ASHFORD BREAKING KENT

Colin Fox targeted a man aged in his 80s who was living in a care home and attempted to transfer money from his bank account totalling almost £200,000

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A fraudster from Ashford who tried to steal a vulnerable pensioner’s life savings has been sentenced to four years in prison.

 

Colin Fox targeted a man aged in his 80s who was living in a care home and attempted to transfer money from his bank account totalling almost £200,000.

 

Fox, aged 43, had connections with a friend of the victim who sometimes provided care and through this was able to gain access to his personal details, including an online bank account. During March 2018, he made multiple transactions to transfer money belonging to the victim into his own account.

 

However, due to the large sums involved, which added up to £188,397 the bank put the transactions on hold. This prompted attempts by Fox to try and convince them to release the funds. He attended the bank’s local branch in Ashford on 28 March 2018 and was accompanied by an elderly man who pretended to be the victim. Fox claimed he and his ‘grandfather’ had tried to transfer the money from his grandfather’s account so he could purchase designer watches.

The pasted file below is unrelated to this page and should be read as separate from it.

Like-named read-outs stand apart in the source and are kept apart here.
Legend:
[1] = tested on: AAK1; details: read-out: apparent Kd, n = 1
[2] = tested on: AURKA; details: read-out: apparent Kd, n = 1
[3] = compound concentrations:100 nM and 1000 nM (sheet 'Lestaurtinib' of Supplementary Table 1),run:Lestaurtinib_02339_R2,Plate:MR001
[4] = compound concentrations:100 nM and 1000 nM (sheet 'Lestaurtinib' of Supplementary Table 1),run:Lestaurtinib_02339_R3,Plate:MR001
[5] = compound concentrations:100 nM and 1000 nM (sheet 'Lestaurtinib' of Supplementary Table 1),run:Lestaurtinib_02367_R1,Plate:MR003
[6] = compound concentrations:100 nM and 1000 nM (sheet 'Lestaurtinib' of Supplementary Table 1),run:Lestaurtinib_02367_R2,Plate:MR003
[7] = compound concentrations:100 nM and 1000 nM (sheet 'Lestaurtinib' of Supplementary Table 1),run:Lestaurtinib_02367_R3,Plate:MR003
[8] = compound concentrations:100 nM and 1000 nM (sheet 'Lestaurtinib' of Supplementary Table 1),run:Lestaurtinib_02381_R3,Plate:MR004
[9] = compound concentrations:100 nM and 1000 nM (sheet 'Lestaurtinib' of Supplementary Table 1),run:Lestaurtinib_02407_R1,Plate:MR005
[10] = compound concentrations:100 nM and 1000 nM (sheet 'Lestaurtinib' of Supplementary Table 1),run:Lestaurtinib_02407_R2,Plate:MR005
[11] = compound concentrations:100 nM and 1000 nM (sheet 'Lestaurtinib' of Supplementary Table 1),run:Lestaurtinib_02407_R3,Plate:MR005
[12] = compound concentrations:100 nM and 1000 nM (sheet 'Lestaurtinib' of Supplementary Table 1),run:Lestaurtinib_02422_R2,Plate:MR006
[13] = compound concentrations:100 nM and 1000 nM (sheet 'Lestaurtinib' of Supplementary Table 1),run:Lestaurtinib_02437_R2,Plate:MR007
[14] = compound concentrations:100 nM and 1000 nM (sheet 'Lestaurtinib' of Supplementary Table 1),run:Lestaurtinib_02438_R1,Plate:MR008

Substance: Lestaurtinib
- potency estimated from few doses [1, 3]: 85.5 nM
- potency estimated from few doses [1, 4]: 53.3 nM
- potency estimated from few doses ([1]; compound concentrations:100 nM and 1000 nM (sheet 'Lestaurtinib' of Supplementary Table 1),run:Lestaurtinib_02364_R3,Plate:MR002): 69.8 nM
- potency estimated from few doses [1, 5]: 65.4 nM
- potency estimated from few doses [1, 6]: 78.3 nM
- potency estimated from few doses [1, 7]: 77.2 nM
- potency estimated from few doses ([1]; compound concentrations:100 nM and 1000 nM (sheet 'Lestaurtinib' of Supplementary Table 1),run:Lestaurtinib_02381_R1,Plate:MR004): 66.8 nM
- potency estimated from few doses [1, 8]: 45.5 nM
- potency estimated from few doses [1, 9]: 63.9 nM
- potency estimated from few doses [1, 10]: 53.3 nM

The scam was thwarted after staff challenged them with a number of security questions and police were alerted to the suspicious activity. An investigation by the Kent and Essex Serious Crime Directorate established the victim was 86 at the time of the offences and suffered from a number of debilitating medical conditions, which would have prevented him from leaving his care home and attending a bank. Fox, of Christchurch Road, Ashford was arrested in September 2019, however the associate who had accompanied him at the bank remained unidentified.

 

At Maidstone Crown Court, Fox pleaded guilty to a charge of fraud by false representation and was sentenced on Friday 13 August 2021.

 

Leading the investigation was Detective Constable Mark Collins, who said: ‘Prior to the conclusion of the investigation the victim, Henry Cook, sadly passed away, but was aware the fraud had taken place and had suffered some considerable distress when told by officers someone had tried to take his life savings from his bank account. Fox’s actions in visiting the bank under the pretence of attending with his grandfather are indicative of his determination to do whatever it took to try and steal every penny he could. Thankfully, he has been unable to profit from this scam, due largely to the diligence and alertness of the bank’s employees and it is pleasing to see that at least justice has now been served.’